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Shambhala Sun | July 2010
You'll find this article on page 62 of the magazine.

I'm Loving It

Genine Lentine on how a McJob and her brother’s magic tricks led her to the zendo. Advisory: this piece contains adult language and partially unbuttoned fast food uniforms. 

What brings you here this morning?

This is the guiding question of the “way-seeking mind talk,” a talk students at the San Francisco Zen Center are invited to offer on Thursday mornings during intensive periods of study. On these mornings, the regular schedule of zazen and service is abbreviated so that a student may tell her story of how she got there—a twenty-five-minute slice of how she came to be sitting on a cushion in the Buddha hall at 6:45 a.m., speaking to a group of people sitting in zazen posture, their eyes lowered to a forty-five-degree angle.

These talks chronicle an arc of awareness, an unfolding portrait of a mind getting to know itself. They often single out specific traumatic events as turning points, recounting new permutations of what other human beings and circumstance can levy onto the self.  They are tales of extremity and moments of clarity, of hunches followed, of determined recommitment to life: an emergency tracheotomy on a premature infant, as recounted half a century later through that blessed, resealed trachea; an encounter with a person who sees something everyone else had missed; an offhand reference to a parent in prison, to suicide attempts. One after another, students explore the infinite ways a life cracks open and shines.

These accounts are registered by the assembly with extremely subtle facial responses, the kind Paul Ekman studies, the kind longtime meditators are said to be better than the average population at detecting. Faint variations that say, I’m here with you, or that was funny, or that was tragic, or that’s just like my life. An upturned corner of the mouth, delicate nostril flare, lift of the chin. Sometimes there’s outright laughter—relief at the prevailing nervous suspension—and, of course, much quiet sniffling.

A feeling of temporal dilation pervades the room, but still there’s a clear boundary. At 7:20, if the talk hasn’t already tapered off into, “Well, I think that’s about it,” or, “Does anyone else have a question?” a bell might ring to indicate the time. This audience was woken up by a different bell at 4:55 a.m., and they haven’t yet eaten breakfast.

When I gave my talk a couple years ago, I focused on a cascade of revelations brought about by a string of very thorny breakups, so-called losses, and strokes of fortune. Yes, they are indistinguishable. Mostly, I gave examples of how the world makes explicit offers framed almost exactly to the specifications of one’s barely registered needs, but usually the offering remains unrecognizable to the recipient. I illustrated this phenomenon by describing how one afternoon I set out on my bike down Commercial Street in Provincetown, Massachusetts, heading to the library to work at one of the spacious oak tables overlooking the harbor, and I almost rode right past a beautiful, perfectly proportioned maple writing desk a guest house had put out at the curb. I caught just in time the familiar flaw in the logic of my hurry: Too bad I can’t stop to pick up that table; I have to get to the library… so I can, uh, use the table there. I turned back to get the desk and right then a gardener appeared from the adjacent yard and asked if I’d like some help carrying it home.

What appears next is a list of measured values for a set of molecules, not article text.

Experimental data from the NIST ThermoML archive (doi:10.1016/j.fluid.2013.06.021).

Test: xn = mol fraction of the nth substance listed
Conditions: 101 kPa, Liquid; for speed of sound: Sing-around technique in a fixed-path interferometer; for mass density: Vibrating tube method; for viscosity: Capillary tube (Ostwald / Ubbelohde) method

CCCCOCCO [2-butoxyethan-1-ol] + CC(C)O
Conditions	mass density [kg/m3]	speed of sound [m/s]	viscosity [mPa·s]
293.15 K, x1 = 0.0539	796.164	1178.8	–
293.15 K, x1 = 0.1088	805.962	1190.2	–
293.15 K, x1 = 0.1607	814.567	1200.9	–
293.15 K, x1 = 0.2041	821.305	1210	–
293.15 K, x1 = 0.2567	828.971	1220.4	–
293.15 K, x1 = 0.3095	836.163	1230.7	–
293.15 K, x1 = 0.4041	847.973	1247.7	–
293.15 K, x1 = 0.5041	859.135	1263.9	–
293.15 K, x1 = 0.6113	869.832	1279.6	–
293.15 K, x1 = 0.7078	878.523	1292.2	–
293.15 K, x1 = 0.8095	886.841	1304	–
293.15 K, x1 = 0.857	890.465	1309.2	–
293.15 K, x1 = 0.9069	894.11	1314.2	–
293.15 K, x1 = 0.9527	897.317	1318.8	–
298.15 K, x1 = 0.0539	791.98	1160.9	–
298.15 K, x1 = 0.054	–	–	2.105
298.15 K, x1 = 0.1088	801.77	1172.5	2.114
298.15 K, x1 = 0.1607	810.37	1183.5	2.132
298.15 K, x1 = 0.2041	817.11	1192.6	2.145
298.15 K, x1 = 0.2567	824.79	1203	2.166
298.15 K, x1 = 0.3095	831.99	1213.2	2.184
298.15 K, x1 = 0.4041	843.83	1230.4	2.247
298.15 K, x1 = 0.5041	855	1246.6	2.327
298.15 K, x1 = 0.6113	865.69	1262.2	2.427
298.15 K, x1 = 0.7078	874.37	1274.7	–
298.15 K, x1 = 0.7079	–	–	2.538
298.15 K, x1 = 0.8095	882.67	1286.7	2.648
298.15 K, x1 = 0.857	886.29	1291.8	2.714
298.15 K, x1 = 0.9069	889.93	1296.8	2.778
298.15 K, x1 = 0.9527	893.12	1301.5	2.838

With so many tiny moments when an acutely relevant lesson feels fully articulated and noticed in the nick of time, it’s impossible to include them all. I did not find time, for example, to speak of how, the very next day after I met Popeye—a beloved figure in Provincetown who collected aluminum cans, told fabulous stories, and marched at the front of the Fourth of July parade every summer—he suffered a fatal heart attack the morning before the parade. He was found in a porta-potty in full sailor regalia. I took his death personally, numbering it among all the other incidents that verified my theory that if I cared about someone, that person would disappear immediately.  But somehow this incident with Popeye, in its acute swiftness, helped me see the absurdity of my theory. And with the hairsbreadth of space that opened for me in relation to this person to whom I’d spoken only once, I was emboldened to entertain other, closer, losses with more space as well.

Time constraints require one to be selective, so no Popeye story—that will have to be saved for the director’s cut—but still, the expectation is that the talk is going to touch on all the key points. And so, for months after the talk, whenever I mentioned a new fact about my life to my friend Stephen, his face took on a wide-eyed, genuine disappointment, confusion, and shock: I can’t believe you left that out of your way-seeking mind talk! For him, the way-seeking mind talk is the primary point of reference, the hegemonic text for knowing anyone, as if you are supposed to include every pivotal incident, overshot gesture and course correction, relationship, and part-time job in your life.

Though I mentioned only briefly the profound and abundant gifts of working for six years with the poet Stanley Kunitz, Stephen remembers my talk as being very “heavy on Stanley” and yet considers grave the following omissions: (1) My brother is a magician. (2) My first job was as a hostess at McDonald’s.

ILLUSTRATION BY HILDE THOMPSON

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